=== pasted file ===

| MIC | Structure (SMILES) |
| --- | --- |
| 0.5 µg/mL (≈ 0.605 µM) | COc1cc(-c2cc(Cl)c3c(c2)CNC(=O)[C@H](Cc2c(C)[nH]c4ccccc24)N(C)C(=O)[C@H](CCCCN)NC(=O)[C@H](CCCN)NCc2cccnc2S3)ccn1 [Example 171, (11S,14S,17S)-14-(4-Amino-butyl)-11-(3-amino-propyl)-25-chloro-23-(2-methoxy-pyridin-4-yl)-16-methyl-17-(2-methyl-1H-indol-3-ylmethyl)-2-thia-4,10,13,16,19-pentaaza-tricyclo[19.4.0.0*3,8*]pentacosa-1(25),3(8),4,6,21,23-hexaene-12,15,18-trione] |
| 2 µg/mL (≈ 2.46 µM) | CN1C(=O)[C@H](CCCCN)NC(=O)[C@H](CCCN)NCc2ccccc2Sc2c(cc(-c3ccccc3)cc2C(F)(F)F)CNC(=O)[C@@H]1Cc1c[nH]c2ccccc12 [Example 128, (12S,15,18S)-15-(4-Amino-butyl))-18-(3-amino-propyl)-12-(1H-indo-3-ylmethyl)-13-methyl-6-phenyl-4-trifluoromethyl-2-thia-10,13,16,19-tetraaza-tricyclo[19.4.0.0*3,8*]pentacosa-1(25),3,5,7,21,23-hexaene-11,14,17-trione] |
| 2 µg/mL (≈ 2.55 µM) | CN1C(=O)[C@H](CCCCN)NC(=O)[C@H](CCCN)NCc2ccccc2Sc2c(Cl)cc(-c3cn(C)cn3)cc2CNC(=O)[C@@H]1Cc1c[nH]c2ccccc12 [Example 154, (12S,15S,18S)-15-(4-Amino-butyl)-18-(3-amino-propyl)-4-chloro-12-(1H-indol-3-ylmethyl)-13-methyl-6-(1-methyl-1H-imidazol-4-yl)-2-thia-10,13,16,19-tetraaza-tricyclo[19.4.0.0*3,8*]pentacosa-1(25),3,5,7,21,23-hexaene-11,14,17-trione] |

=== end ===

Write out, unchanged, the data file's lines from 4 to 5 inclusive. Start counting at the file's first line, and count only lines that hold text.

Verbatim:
| 2 µg/mL (≈ 2.46 µM) | CN1C(=O)[C@H](CCCCN)NC(=O)[C@H](CCCN)NCc2ccccc2Sc2c(cc(-c3ccccc3)cc2C(F)(F)F)CNC(=O)[C@@H]1Cc1c[nH]c2ccccc12 [Example 128, (12S,15,18S)-15-(4-Amino-butyl))-18-(3-amino-propyl)-12-(1H-indo-3-ylmethyl)-13-methyl-6-phenyl-4-trifluoromethyl-2-thia-10,13,16,19-tetraaza-tricyclo[19.4.0.0*3,8*]pentacosa-1(25),3,5,7,21,23-hexaene-11,14,17-trione] |
| 2 µg/mL (≈ 2.55 µM) | CN1C(=O)[C@H](CCCCN)NC(=O)[C@H](CCCN)NCc2ccccc2Sc2c(Cl)cc(-c3cn(C)cn3)cc2CNC(=O)[C@@H]1Cc1c[nH]c2ccccc12 [Example 154, (12S,15S,18S)-15-(4-Amino-butyl)-18-(3-amino-propyl)-4-chloro-12-(1H-indol-3-ylmethyl)-13-methyl-6-(1-methyl-1H-imidazol-4-yl)-2-thia-10,13,16,19-tetraaza-tricyclo[19.4.0.0*3,8*]pentacosa-1(25),3,5,7,21,23-hexaene-11,14,17-trione] |